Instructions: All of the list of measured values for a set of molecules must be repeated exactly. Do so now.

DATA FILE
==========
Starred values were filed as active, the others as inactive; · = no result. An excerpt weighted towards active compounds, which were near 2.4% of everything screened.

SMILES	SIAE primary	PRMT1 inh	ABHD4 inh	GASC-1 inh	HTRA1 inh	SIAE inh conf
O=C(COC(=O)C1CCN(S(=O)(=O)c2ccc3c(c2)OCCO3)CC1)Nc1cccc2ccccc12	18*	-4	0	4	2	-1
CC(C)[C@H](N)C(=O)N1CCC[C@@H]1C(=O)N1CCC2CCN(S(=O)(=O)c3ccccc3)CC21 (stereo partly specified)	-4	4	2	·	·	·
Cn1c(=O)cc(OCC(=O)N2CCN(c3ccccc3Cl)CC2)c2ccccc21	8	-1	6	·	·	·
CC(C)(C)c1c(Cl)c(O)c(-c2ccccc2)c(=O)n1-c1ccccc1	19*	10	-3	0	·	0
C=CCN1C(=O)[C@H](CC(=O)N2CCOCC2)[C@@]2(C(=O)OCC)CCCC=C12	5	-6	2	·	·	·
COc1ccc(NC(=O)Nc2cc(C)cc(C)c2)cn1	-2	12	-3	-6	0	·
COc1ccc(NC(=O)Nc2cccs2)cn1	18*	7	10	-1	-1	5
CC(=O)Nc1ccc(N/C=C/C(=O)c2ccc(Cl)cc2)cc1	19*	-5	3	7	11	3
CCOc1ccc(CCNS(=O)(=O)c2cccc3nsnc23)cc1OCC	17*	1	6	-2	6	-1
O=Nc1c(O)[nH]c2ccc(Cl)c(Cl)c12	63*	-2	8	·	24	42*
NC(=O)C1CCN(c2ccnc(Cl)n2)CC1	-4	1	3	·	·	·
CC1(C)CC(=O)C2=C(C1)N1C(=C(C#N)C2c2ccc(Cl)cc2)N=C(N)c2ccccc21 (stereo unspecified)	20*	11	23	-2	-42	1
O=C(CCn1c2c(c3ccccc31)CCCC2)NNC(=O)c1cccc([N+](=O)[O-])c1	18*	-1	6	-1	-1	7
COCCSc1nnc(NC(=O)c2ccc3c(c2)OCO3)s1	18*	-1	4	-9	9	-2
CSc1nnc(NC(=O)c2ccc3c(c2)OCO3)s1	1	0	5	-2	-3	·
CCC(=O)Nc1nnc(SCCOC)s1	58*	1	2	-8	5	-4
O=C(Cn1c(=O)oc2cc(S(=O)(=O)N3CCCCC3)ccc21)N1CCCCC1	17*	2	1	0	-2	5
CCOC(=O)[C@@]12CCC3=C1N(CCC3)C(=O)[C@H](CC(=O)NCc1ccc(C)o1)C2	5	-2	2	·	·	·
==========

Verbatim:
Starred values were filed as active, the others as inactive; · = no result. An excerpt weighted towards active compounds, which were near 2.4% of everything screened.

SMILES	SIAE primary	PRMT1 inh	ABHD4 inh	GASC-1 inh	HTRA1 inh	SIAE inh conf
O=C(COC(=O)C1CCN(S(=O)(=O)c2ccc3c(c2)OCCO3)CC1)Nc1cccc2ccccc12	18*	-4	0	4	2	-1
CC(C)[C@H](N)C(=O)N1CCC[C@@H]1C(=O)N1CCC2CCN(S(=O)(=O)c3ccccc3)CC21 (stereo partly specified)	-4	4	2	·	·	·
Cn1c(=O)cc(OCC(=O)N2CCN(c3ccccc3Cl)CC2)c2ccccc21	8	-1	6	·	·	·
CC(C)(C)c1c(Cl)c(O)c(-c2ccccc2)c(=O)n1-c1ccccc1	19*	10	-3	0	·	0
C=CCN1C(=O)[C@H](CC(=O)N2CCOCC2)[C@@]2(C(=O)OCC)CCCC=C12	5	-6	2	·	·	·
COc1ccc(NC(=O)Nc2cc(C)cc(C)c2)cn1	-2	12	-3	-6	0	·
COc1ccc(NC(=O)Nc2cccs2)cn1	18*	7	10	-1	-1	5
CC(=O)Nc1ccc(N/C=C/C(=O)c2ccc(Cl)cc2)cc1	19*	-5	3	7	11	3
CCOc1ccc(CCNS(=O)(=O)c2cccc3nsnc23)cc1OCC	17*	1	6	-2	6	-1
O=Nc1c(O)[nH]c2ccc(Cl)c(Cl)c12	63*	-2	8	·	24	42*
NC(=O)C1CCN(c2ccnc(Cl)n2)CC1	-4	1	3	·	·	·
CC1(C)CC(=O)C2=C(C1)N1C(=C(C#N)C2c2ccc(Cl)cc2)N=C(N)c2ccccc21 (stereo unspecified)	20*	11	23	-2	-42	1
O=C(CCn1c2c(c3ccccc31)CCCC2)NNC(=O)c1cccc([N+](=O)[O-])c1	18*	-1	6	-1	-1	7
COCCSc1nnc(NC(=O)c2ccc3c(c2)OCO3)s1	18*	-1	4	-9	9	-2
CSc1nnc(NC(=O)c2ccc3c(c2)OCO3)s1	1	0	5	-2	-3	·
CCC(=O)Nc1nnc(SCCOC)s1	58*	1	2	-8	5	-4
O=C(Cn1c(=O)oc2cc(S(=O)(=O)N3CCCCC3)ccc21)N1CCCCC1	17*	2	1	0	-2	5
CCOC(=O)[C@@]12CCC3=C1N(CCC3)C(=O)[C@H](CC(=O)NCc1ccc(C)o1)C2	5	-2	2	·	·	·